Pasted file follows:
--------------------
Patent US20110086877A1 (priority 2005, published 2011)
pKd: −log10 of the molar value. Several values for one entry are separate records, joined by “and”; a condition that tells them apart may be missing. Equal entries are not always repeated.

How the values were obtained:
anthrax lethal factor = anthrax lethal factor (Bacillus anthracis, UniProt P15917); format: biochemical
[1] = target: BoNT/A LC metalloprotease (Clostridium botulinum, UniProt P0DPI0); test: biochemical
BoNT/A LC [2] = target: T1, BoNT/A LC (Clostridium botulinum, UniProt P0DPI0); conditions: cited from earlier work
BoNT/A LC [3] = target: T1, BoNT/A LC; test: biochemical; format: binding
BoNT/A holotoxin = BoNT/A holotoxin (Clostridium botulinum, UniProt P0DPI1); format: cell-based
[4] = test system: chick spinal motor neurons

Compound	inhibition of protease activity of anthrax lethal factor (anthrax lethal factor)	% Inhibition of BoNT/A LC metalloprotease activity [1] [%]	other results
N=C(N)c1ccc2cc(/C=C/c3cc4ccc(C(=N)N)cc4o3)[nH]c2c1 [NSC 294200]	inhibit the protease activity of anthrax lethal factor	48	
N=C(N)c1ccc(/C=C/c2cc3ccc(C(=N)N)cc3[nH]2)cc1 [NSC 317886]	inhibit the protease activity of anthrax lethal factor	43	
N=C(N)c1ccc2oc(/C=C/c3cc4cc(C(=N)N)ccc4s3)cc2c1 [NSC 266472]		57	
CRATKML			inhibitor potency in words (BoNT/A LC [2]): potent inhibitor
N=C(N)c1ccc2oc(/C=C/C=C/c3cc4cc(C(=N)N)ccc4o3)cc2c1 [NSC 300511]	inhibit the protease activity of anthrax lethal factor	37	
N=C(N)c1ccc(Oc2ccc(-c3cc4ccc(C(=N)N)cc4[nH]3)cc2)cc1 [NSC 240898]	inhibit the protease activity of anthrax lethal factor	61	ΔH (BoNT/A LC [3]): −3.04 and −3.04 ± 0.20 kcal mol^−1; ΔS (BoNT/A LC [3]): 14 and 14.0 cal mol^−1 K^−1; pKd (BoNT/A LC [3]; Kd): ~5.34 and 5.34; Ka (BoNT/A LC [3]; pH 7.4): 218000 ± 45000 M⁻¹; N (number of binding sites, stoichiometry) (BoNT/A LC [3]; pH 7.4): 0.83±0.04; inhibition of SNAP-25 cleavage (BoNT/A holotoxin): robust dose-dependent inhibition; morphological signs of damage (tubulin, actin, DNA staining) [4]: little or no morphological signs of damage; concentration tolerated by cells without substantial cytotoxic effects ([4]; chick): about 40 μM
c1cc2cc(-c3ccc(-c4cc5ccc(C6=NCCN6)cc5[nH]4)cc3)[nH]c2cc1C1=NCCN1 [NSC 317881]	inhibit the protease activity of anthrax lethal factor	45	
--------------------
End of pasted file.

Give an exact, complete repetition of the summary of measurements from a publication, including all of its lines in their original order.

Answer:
Patent US20110086877A1 (priority 2005, published 2011)
pKd: −log10 of the molar value. Several values for one entry are separate records, joined by “and”; a condition that tells them apart may be missing. Equal entries are not always repeated.

How the values were obtained:
anthrax lethal factor = anthrax lethal factor (Bacillus anthracis, UniProt P15917); format: biochemical
[1] = target: BoNT/A LC metalloprotease (Clostridium botulinum, UniProt P0DPI0); test: biochemical
BoNT/A LC [2] = target: T1, BoNT/A LC (Clostridium botulinum, UniProt P0DPI0); conditions: cited from earlier work
BoNT/A LC [3] = target: T1, BoNT/A LC; test: biochemical; format: binding
BoNT/A holotoxin = BoNT/A holotoxin (Clostridium botulinum, UniProt P0DPI1); format: cell-based
[4] = test system: chick spinal motor neurons

Compound	inhibition of protease activity of anthrax lethal factor (anthrax lethal factor)	% Inhibition of BoNT/A LC metalloprotease activity [1] [%]	other results
N=C(N)c1ccc2cc(/C=C/c3cc4ccc(C(=N)N)cc4o3)[nH]c2c1 [NSC 294200]	inhibit the protease activity of anthrax lethal factor	48	
N=C(N)c1ccc(/C=C/c2cc3ccc(C(=N)N)cc3[nH]2)cc1 [NSC 317886]	inhibit the protease activity of anthrax lethal factor	43	
N=C(N)c1ccc2oc(/C=C/c3cc4cc(C(=N)N)ccc4s3)cc2c1 [NSC 266472]		57	
CRATKML			inhibitor potency in words (BoNT/A LC [2]): potent inhibitor
N=C(N)c1ccc2oc(/C=C/C=C/c3cc4cc(C(=N)N)ccc4o3)cc2c1 [NSC 300511]	inhibit the protease activity of anthrax lethal factor	37	
N=C(N)c1ccc(Oc2ccc(-c3cc4ccc(C(=N)N)cc4[nH]3)cc2)cc1 [NSC 240898]	inhibit the protease activity of anthrax lethal factor	61	ΔH (BoNT/A LC [3]): −3.04 and −3.04 ± 0.20 kcal mol^−1; ΔS (BoNT/A LC [3]): 14 and 14.0 cal mol^−1 K^−1; pKd (BoNT/A LC [3]; Kd): ~5.34 and 5.34; Ka (BoNT/A LC [3]; pH 7.4): 218000 ± 45000 M⁻¹; N (number of binding sites, stoichiometry) (BoNT/A LC [3]; pH 7.4): 0.83±0.04; inhibition of SNAP-25 cleavage (BoNT/A holotoxin): robust dose-dependent inhibition; morphological signs of damage (tubulin, actin, DNA staining) [4]: little or no morphological signs of damage; concentration tolerated by cells without substantial cytotoxic effects ([4]; chick): about 40 μM
c1cc2cc(-c3ccc(-c4cc5ccc(C6=NCCN6)cc5[nH]4)cc3)[nH]c2cc1C1=NCCN1 [NSC 317881]	inhibit the protease activity of anthrax lethal factor	45	